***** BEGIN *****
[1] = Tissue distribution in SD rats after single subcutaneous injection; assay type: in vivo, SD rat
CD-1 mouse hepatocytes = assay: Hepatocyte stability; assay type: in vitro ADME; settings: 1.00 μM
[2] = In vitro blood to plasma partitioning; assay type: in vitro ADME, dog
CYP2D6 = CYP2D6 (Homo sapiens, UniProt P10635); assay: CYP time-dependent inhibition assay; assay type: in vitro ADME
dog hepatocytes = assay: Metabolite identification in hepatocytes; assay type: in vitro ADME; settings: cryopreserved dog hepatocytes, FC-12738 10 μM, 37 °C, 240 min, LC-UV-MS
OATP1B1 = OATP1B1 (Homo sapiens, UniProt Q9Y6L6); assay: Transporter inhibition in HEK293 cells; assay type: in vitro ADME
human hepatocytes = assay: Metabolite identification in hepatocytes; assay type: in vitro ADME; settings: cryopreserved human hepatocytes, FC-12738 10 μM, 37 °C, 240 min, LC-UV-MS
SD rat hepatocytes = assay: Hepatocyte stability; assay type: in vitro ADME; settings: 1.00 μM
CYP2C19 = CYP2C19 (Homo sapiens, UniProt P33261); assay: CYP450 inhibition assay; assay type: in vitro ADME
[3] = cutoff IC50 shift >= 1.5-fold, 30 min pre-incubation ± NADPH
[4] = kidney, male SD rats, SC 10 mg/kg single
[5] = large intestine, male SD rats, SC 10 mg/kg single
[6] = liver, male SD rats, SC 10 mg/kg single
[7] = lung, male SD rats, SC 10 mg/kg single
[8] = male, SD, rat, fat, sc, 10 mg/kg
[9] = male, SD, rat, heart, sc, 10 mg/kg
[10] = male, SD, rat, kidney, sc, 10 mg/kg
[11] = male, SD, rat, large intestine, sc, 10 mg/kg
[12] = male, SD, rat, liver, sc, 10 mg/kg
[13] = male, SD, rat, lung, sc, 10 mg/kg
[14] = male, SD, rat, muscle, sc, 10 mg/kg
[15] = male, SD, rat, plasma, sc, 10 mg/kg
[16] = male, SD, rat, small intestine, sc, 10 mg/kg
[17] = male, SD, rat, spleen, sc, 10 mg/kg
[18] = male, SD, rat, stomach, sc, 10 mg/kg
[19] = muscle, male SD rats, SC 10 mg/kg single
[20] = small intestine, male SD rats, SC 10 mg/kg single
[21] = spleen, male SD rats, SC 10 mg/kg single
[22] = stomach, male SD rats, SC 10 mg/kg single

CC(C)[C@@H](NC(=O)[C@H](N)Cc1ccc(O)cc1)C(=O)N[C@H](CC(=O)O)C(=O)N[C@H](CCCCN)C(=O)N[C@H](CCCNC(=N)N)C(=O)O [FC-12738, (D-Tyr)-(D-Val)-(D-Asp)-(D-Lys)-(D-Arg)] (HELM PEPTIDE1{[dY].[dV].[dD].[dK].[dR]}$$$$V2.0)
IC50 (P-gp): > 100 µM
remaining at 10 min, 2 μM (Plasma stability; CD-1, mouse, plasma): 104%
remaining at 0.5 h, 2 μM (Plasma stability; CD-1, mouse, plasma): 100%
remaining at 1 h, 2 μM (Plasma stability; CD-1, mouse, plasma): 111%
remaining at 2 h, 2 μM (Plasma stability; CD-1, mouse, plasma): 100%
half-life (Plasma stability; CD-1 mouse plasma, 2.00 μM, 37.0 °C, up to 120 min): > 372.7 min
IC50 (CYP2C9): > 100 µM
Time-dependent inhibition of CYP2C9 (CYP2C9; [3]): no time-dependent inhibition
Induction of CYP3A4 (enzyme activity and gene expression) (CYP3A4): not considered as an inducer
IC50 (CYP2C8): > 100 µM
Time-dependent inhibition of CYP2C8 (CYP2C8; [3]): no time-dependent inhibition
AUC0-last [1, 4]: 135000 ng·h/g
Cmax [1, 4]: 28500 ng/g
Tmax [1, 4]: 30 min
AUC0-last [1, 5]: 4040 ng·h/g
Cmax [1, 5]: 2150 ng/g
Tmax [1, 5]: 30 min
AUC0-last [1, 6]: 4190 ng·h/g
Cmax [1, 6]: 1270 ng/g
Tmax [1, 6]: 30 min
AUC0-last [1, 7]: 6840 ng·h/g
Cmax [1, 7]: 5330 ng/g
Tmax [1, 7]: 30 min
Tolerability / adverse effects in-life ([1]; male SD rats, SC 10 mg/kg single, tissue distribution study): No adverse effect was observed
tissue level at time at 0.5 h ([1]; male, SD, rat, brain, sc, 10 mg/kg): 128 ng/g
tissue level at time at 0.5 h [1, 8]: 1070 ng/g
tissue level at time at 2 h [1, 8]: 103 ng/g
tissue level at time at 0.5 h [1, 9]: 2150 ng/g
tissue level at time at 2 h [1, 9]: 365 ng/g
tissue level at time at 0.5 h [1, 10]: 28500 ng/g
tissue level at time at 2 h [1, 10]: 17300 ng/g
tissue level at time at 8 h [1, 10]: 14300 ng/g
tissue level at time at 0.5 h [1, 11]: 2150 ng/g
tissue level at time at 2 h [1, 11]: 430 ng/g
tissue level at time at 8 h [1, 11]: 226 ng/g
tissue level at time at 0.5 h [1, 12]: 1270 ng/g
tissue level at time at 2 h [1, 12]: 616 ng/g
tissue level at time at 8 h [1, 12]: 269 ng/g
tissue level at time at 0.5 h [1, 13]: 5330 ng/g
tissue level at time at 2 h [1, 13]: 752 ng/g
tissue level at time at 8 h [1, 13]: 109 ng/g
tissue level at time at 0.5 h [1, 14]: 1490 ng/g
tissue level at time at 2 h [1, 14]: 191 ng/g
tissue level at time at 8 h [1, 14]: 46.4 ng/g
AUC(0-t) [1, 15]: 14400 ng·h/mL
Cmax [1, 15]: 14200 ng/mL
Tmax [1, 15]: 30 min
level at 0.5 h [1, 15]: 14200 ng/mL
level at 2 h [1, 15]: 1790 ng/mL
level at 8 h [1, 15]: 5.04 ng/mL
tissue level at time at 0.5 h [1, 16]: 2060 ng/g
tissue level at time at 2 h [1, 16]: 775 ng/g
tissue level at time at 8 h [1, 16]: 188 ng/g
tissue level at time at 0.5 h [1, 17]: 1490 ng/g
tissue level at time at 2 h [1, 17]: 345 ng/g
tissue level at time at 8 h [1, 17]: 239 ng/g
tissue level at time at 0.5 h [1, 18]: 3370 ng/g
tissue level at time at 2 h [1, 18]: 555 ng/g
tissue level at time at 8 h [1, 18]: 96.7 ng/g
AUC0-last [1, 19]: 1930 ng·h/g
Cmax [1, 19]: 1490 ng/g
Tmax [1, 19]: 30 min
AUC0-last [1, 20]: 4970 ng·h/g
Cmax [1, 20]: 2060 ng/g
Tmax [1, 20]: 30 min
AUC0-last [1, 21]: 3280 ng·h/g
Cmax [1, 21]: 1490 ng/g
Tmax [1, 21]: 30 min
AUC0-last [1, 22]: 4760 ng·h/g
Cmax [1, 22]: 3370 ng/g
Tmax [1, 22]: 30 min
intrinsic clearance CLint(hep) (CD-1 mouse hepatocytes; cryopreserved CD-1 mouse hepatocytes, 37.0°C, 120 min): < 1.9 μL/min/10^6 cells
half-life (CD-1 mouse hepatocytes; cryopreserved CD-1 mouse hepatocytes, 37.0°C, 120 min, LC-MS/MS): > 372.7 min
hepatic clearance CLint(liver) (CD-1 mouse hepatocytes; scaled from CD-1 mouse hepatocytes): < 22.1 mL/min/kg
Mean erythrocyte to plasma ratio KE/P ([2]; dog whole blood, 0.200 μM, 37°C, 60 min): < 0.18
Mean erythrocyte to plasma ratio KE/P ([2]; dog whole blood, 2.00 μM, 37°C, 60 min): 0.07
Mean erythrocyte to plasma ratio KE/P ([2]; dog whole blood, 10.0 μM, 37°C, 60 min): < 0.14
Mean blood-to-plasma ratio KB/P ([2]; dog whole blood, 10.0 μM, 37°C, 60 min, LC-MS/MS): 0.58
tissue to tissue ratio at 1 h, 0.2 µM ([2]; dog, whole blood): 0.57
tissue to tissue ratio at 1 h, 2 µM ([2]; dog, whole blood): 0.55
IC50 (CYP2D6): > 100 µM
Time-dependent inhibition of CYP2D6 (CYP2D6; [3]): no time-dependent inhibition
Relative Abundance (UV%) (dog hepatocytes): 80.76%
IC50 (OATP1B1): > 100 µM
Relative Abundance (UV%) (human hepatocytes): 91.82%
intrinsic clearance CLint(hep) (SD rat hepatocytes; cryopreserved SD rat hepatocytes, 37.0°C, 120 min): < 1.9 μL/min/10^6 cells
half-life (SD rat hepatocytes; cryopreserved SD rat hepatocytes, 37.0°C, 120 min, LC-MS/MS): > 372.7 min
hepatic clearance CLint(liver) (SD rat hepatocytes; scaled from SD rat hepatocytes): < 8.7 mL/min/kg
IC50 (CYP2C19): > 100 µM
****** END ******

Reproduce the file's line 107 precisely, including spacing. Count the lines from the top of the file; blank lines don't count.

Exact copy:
Mean erythrocyte to plasma ratio KE/P ([2]; dog whole blood, 10.0 μM, 37°C, 60 min): < 0.14